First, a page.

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Printed from https://www.writing.com/main/books/entry_id/557237-12262007--more-than-500-words
Rated: E · Book · Research · #1363470
500-words-a-day Group #1214629
#557237 added December 26, 2007 at 6:05pm
Restrictions: None
12/26/2007--more than 500 words
Chapter One—insert

         Martha Jane Egglefield, eighty-year-old matriarch of Bitterroot Valley pioneer women, reminisced about the milestones and stepping stones of her life.  She felt old and tired as she lay on the filthy divan carried over from her once proud mansion on Adirondack Street.  Hamilton, Montana, a town that owed the New York flavor of street names to her followed the usual pattern of granting men the honor as founding fathers.  “What about us founding mothers?”
         “I planted Hamilton as much as that robber baron, Marcus Daly.” 
         “Here I am dieing in this god forsaken town of Victor with a nickname like the “Goatlady” when I could be dieing in the comfort of my bedroom in Hamilton.  Where in the hell did those people come up with the name “Goatlady”?
         “Dirty Shirt” Clark listened as he added coal to the stove.  He knew all of Martha’s stories and loved her rascally reminisces as much as she thrived on the retelling.  George, a gentle hearted, but slow speaking odd job laborer, gave Martha all the time she needed to tell her life story.  He is a patient man, and he loved Martha Jane Egglefield.

Chapter One—insert

         Father’s trusted friend and comrade, Eli, widower and father of six, recounted the horror that fixed his blue gray eyes on the shaft of his muzzle loader.  He told of the men and the brave efforts to save Martha’s father.  He told of the young boy’s dieing eyes filled with a child’s fear and desperation.
         As a young undisciplined child, I listened to every word.  I was enthralled with the idea that a boy my age tried to kill my father.  I was twelve and could not climb the rope to the barn much less fire a muzzle loader intent on killing.
         Jeb’s life, filled with responsibility at a young age placed a burden on my heart that I never released.

         Malachi Baker was beside his friend when he went down.  The grief shook in his hands as he gathered Jeb in his arms.  All he said as he carried him from the battlefield was that he needed to get him home before dark.  That was his mamma’s rule, children need to be home before dark.  While Malachi walked through scorched fields, he remembered his boyhood friend, and the lessons learned together.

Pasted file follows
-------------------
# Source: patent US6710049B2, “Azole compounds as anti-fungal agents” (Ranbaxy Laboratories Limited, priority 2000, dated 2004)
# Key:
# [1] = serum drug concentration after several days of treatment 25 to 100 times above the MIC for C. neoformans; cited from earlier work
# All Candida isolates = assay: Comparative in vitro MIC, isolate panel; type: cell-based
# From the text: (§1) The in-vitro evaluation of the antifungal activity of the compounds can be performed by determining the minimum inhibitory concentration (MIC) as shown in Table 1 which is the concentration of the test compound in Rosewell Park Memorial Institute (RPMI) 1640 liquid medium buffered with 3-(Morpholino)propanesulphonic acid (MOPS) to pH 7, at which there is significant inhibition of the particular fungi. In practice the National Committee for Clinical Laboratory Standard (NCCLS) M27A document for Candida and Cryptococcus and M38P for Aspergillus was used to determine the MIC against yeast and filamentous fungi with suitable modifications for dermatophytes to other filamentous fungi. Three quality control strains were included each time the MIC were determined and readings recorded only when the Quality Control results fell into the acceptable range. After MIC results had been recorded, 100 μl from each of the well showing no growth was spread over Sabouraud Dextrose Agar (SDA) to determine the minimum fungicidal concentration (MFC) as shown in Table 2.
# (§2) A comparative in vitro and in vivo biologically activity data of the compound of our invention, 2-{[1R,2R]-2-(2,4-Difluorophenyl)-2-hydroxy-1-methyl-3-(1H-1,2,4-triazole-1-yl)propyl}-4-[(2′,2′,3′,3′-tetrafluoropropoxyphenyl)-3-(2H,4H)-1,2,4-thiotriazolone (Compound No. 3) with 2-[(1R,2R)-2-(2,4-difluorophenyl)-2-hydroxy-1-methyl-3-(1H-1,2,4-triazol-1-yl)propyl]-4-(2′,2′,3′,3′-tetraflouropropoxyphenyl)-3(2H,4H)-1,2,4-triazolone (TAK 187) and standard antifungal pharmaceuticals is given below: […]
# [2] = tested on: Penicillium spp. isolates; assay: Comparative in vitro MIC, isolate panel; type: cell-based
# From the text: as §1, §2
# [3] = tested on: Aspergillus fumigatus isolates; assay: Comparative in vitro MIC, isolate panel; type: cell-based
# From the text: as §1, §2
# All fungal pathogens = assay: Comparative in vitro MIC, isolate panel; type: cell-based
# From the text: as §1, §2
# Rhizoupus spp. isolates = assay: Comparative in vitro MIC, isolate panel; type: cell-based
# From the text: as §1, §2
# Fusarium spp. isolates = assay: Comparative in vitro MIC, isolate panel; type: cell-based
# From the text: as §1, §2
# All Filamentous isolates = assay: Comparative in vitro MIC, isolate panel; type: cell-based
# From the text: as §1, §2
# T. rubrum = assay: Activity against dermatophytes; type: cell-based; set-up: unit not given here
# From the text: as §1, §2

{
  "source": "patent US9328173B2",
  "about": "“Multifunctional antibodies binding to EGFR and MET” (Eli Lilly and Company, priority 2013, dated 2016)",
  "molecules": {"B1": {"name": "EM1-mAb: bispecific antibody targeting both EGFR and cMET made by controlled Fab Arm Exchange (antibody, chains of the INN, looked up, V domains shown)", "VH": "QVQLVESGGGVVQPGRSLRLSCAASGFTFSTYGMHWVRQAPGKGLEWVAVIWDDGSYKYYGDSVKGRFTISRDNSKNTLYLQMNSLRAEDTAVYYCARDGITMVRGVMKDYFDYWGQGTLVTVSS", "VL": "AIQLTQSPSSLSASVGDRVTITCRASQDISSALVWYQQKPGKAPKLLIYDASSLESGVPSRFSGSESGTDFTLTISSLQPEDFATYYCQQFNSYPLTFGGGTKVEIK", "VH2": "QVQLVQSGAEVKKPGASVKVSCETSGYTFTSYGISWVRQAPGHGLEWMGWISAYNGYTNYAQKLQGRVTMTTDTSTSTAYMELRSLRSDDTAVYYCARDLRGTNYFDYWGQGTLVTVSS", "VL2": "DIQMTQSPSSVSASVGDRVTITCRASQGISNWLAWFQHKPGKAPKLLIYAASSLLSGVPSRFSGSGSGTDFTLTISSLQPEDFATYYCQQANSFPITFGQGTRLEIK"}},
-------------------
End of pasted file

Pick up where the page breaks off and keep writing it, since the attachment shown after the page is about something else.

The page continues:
Another Chapter One—insert

         Many of the names used in this book are authentic.  Some were pioneers ahead of their time.  Many were truly folks out to make a dollar in whatever fashion it took.  However, most of the plot is fictional, some written with literary liberties gained from word of mouth, and other information from the author’s love of history and storytelling.
         My intent is to entertain without harming or insulting the good people of any state, county or city.  My true love is Montana and the continuing growing pains that started well before the names and places mentioned in this novel.  Best regards, Andrea

Chapter  Two

Jeb and Malachi

         Jeb and Malachi grew together as friends through the hard work of farms and fields.  Jeb, blonde and freckle faced, turned ten years old when the war began. 
Malachi, was tall, strong and fourteen.  He worked for Jeb’s daddy as a field manager.  He felt privileged to have gained so much trust from a white man at his age.
         When Jeb first saw Malachi, he thought that Malachi was a grown up man.  Malachi swung a sickle with smooth, wide swathes.  Malachi never missed a beat as he swung the sickle over his head while humming.  Malachi loved music and believed the rhythm of the Father’s earth was in the rhythm of a song. 
         Instead of walking up to the young man and shaking his hand, Jeb picked up the roundest, smoothest rock the he could find.  Jeb leaned back on his right foot and threw the rock at the feet of this big man.  Before Jeb could run five paces, Malachi swung his sickle like a cricket bat and sent the stone back to Jeb.  The stone made contact with the center of Jeb’s forehead, which instantly began to bleed.  The blood was dripping from his forehead into the field like the giant raindrops of an early spring rainstorm.
         Malachi, feeling miserable and responsible, scooped young Jeb into his arms and carried him to his father’s house across the field.  As soon as Jeb’s mother saw all the blood, she asked Malachi to take Jeb up to his room.  She said it in a voice so calming that Malachi could not believe he heard it from a southern woman.
         Following that day, Jeb and Malachi shook hands in the old southern tradition, and then went fishin’.  Malachi thought about the catfish they caught, and the big fish stories Jeb could tell.
          Jeb’s storytelling was legend in his family. Sitting around in the evening listening to Jeb tell about some critter that wrestled for his lunchbox in the back forty was all the entertainment necessary in a world of war.
         When Jeb and Malachi worked alone in the fields or lounged on the riverbank, Jeb talked about the war.  In Jeb’s young mind, all he comprehended was the glory and honor of war.  Fighting for the South seemed the worthiest cause he could imagine.  Slavery and state’s rights were ambiguous smokescreens lit by politicians disguising the war in terms for the uneducated and ignorant.  The only good reason to fight as far as Jeb was concerned was to protect his family and the farm.  That was honor.

AndieK--don't forget "Life is an adventure . . . So write it down & treasure the memory forever."

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